Part 1 INDONESIA
In-Docs—In a Huge Land Full of Strife
Yayasan Masyarakat Mandiri Film Indonesia
Jl. Sutan Syahrir 1C/Blok 3-4
Jakarta 10350 INDONESIA
Phone: 62-21-3192-5113 / 5115
E-mail: email@example.com URL: www.in-docs.com
The collapse of Suharto’s thirty-two years of authoritarian rule was a transforming event for Indonesian documentary, once derided as political propaganda. Works have embarked on historical examinations of politically sensitive issues, including Mass Grave: Indonesia (dir: Lexy Jr. Rambadeta), the first documentary in Indonesia to cover the 1965-66 Red Massacre, and the theatrically-released Student Movement in Indonesia “The Army Forced Them to Be Violent” (dir: Tino Saroengallo), depicting the 1998 student protests that forced Suharto from power. At the same time, an organization called In-Docs has done remarkable work in supporting such documentarists. YIDFF invites In-Docs representatives and an up-and-coming filmmaker to present their activities and screen clips from recent work.
Indonesia is the world’s largest archipelago and has over 300 different ethnic groups. In-Docs was launched in 2002 with financial support from the U.S.-based Ford Foundation to promote documentary filmmaking throughout the country. Activities include production support, regular screenings, and outreach through a newsletter and website. The group receives no public funds, and promotes filmmaking at a grassroots level.
- Activities began through researching documentaries produced in five major cities and creating a database and video library. 257 works have been cataloged, along with 160 filmmakers.
- Monthly screenings are held at galleries in Jakarta and other cities to facilitate exchange between filmmakers. The screenings bring together some seventy participants, and directors talk about their work and heated discussions delve into questions of methodology and other aspects of documentary filmmaking. In 2003, twenty Indonesian documentaries toured seven cities around the country. The Surabaya and Bali screenings were particularly stimulating.
- A two-week documentary training program is held for high school students in local communities. Teenagers learn how to confront social problems through documentary filmmaking. In-Docs has so far produced two series, in Kelapa Island in northern Jakarta and Bandung, West Java. These have toured other high schools in a visual literacy program called Junior Camp Traveling.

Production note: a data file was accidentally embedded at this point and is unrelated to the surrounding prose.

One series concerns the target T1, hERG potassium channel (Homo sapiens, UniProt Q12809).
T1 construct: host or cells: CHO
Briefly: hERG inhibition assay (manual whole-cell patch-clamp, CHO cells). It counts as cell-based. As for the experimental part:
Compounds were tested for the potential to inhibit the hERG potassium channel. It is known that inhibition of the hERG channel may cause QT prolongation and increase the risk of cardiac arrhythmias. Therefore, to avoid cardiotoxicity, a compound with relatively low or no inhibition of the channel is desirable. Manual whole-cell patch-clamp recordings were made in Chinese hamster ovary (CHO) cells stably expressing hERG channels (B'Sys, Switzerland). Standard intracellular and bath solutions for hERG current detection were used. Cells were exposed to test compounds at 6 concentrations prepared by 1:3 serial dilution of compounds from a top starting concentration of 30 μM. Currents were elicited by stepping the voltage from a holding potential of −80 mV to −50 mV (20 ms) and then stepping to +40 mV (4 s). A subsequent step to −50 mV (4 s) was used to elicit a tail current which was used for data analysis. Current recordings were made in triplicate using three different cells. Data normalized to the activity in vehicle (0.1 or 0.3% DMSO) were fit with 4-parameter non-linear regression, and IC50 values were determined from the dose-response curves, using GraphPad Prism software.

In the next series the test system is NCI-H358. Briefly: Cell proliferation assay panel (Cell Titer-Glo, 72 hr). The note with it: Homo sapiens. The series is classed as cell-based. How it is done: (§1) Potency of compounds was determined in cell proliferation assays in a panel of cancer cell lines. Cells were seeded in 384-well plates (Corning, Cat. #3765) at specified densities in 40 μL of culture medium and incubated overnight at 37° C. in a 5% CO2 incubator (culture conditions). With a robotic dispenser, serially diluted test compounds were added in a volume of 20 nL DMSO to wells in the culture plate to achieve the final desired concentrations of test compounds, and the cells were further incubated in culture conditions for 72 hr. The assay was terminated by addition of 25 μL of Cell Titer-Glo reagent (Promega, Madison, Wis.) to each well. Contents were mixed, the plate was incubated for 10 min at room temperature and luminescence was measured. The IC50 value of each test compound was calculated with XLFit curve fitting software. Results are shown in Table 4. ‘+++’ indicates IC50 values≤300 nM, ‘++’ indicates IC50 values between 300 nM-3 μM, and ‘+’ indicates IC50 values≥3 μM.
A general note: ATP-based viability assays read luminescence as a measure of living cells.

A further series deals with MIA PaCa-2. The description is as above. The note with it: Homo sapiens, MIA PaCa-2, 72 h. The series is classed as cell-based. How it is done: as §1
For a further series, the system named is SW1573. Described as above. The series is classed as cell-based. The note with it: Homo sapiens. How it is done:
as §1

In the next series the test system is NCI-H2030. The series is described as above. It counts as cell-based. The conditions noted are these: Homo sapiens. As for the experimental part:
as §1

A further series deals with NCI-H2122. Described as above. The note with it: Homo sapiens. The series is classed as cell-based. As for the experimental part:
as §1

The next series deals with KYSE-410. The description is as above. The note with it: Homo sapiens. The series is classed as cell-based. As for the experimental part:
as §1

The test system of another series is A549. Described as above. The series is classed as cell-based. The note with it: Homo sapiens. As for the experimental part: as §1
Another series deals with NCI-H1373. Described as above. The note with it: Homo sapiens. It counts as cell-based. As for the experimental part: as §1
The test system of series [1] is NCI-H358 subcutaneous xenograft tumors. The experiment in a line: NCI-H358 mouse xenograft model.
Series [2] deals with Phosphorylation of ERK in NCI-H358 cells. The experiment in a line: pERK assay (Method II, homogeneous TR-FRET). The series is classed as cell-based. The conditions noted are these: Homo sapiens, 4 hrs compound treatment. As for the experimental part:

- Provides an opportunity to work with professionals. In 2002, five documentary proposals were selected from thirty-five applications to participate in a six-month development program, with the input of instructors from overseas during shooting. The instructors held intensive discussion sessions with the filmmaking teams during short two-week stays in Jakarta, and continue working with the projects through completion via email correspondence.
- Each year a promising filmmaker is selected to attend an international documentary event, providing an opportunity to see documentaries from around the world. This year, Tonny Trimarsanto will participate in YIDFF 2003.
- In-Docs maintains contacts with television networks and promotes Indonesian documentaries for broadcast.
• New Asian Currents | Sand and Water | Wellspring | Three-Five People | Homesick | The Circle’s Corner | The Maze of Lanes | Nee Engey—Where Are You | NEW (IMPROVED) DELHI—Director’s Cut | A Night of Prophecy | 150 Seconds Ago | The Ballad of Life | Noah’s Ark | The Old Man of Hara | Dandelion | Hibakusha—At the End of the World | 3rd Vol.2—2 Light House | And Thereafter | Dust Buries Sabuk | Family Project: House of a Father | Edit | Gina Kim’s Video Diary | Ordo | Her and Him Van Leo | The Big Durian | Perpetual Motion | Debris | Hard Good Life | Nail | The Rhythm in Wulu Village | A Short Journey • Jurors | Kim Dong-won | Kawase Naomi • New Asian Currents Special | Part 1 | Part 2